a portrait image of Simone outside, she has long brown hair tied in a bun on the top of her head and is wearing a grey woollen jumper. She is looking out of the frame toward the right.

Simone Mousset is a Luxembourgish choreographer based between London, Luxembourg, and France. Recipient in 2017 of the Luxembourgish Dance Award, supported by Réseau Grand Luxe in 2018-2019, and associate artist of Escher Theater in 2020-2022, Simone is currently a Work Place artist at The Place, and accompanied by the Fondation Cléo Thiberge Edrom in France. Her company, Simone Mousset Projects, was founded in 2018 and is supported by the Ministry of Culture of Luxembourg since 2020. Simone develops her work in conversation with artists, dramaturgs, producers, and the performing arts production agency Les Indépendances in Paris. Recent commissions include works for London Contemporary Dance School, Nationalmusée / Musée National d’Archéologie, d’Histoire et d’Art in Luxembourg, and the Luxembourg Pavilion at World Expo 2021/2022.

trained in London at Trinity Laban, Royal Academy of Dance, and London Contemporary Dance School (EDge), touring works by Sasha Waltz, Igor Urzelai & Moreno Solinas, James Wilton, Tony Adigun, Matthias Sperling, and Rachel Lopez de la Nieta. She has since worked with choreographers and companies including Anu Sistonen (FI), Jean-Guillaume Weis (LU), Dog Kennel Hill Project (UK), Caracalla Dance Theatre (LB), Provincial Dances (RU), Olga Pona (RU), Ballet Moskva (RU), and others.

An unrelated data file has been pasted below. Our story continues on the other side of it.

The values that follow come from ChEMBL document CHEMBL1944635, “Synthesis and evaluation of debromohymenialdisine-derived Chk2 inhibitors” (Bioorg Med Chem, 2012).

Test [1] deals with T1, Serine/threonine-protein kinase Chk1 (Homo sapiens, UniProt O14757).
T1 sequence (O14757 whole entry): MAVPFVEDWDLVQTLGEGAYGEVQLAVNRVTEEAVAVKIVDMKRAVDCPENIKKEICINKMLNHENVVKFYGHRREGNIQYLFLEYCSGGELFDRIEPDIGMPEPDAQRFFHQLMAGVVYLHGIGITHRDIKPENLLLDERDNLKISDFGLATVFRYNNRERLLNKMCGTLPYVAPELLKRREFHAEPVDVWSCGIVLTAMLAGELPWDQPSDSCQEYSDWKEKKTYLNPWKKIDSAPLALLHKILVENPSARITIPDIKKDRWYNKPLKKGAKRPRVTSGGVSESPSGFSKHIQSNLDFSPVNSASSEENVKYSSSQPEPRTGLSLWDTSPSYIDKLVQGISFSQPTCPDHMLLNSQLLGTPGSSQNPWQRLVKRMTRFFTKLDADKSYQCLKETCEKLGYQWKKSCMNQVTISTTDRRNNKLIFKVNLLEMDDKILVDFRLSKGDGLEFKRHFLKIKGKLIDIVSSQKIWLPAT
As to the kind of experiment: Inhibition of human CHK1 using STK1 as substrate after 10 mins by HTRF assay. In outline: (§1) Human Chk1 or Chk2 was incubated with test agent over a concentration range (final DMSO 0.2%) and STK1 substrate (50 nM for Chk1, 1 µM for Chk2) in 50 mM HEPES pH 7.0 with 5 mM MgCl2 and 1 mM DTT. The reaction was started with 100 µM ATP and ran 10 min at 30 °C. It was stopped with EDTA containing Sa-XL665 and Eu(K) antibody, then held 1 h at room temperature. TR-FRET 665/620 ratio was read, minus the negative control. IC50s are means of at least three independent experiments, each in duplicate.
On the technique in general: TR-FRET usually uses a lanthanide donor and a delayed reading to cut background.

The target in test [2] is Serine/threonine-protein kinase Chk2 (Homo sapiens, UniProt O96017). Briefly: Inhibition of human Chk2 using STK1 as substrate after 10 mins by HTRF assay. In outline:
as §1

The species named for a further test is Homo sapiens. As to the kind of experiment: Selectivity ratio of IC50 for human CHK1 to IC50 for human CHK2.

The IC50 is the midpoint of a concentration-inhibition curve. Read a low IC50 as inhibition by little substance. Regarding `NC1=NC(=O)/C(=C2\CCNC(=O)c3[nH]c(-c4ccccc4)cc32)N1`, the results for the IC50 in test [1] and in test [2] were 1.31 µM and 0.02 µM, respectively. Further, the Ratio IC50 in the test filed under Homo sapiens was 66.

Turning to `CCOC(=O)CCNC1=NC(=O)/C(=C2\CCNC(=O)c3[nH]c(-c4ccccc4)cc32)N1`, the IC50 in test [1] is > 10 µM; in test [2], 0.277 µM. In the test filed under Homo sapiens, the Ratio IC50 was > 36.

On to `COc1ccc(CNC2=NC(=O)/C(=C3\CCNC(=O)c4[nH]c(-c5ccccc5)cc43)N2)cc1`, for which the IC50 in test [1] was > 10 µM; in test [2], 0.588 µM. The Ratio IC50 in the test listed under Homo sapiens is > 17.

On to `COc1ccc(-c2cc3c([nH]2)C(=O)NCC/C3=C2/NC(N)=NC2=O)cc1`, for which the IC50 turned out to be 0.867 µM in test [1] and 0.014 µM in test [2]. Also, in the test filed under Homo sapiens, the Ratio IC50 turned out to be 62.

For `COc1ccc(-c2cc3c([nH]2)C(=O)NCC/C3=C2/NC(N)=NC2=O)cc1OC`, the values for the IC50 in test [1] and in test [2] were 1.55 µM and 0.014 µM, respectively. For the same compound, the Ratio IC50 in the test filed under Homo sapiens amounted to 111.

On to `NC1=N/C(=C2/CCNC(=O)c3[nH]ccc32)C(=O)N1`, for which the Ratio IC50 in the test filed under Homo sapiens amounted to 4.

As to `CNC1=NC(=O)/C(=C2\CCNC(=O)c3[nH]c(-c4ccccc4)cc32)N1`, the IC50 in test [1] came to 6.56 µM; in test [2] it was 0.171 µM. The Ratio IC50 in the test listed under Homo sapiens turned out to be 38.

Next to her choreographic work, Simone is interested in setting up spaces to accompany artists and artistic processes. In 2023, she was part of the Aerowaves Startup Forum for emerging dance presenters, and in the same year she started accompanying artists in the Talentlab residency at Les Théâtres de la Ville (LU) in the role of artistic companion. Simone’s book On Uncertainty, Choreographic Spells, and Wanting to Be the Grass focuses on the choreographic process of Empire of a Faun Imaginary and was published in May 2023 by the Centre National de Littérature (LU) as part of their Choreographical Talks series.

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What are you most excited about joining the new group of Work Place artists?
I am really looking forward to finding out more about the work the other Work Place artists do, the questions they have, and the dreams they have for themselves and for the world. I am curious as to how we might support each other, but mostly I am excited about how we might change together.

Where do you seek or find inspiration for your work? 
I currently tend to find most of my inspiration in the people I work with, and I think it has something to do with a mix of admiration of them as artists and humans, the texture of the conversations and exchange, and a shared sense of humour. I also find a lot of ideas in stumbling blindly into them. I get inspired to make things when I am surprised, so I try to find ways to somehow stay half-surprised a lot of the time.

What does it mean for you to be an artist in this day and age?
I ask myself this question a lot, and for me being an artist may mean that I can keep asking that question.

Partly, and for me very personally, at the moment, making things up and dancing and moving is a way for me to try and save myself, and potentially others, from a sense of general hopelessness. I think I've always felt that art was, for me, a useful way of dealing with the human condition and much of what it entails.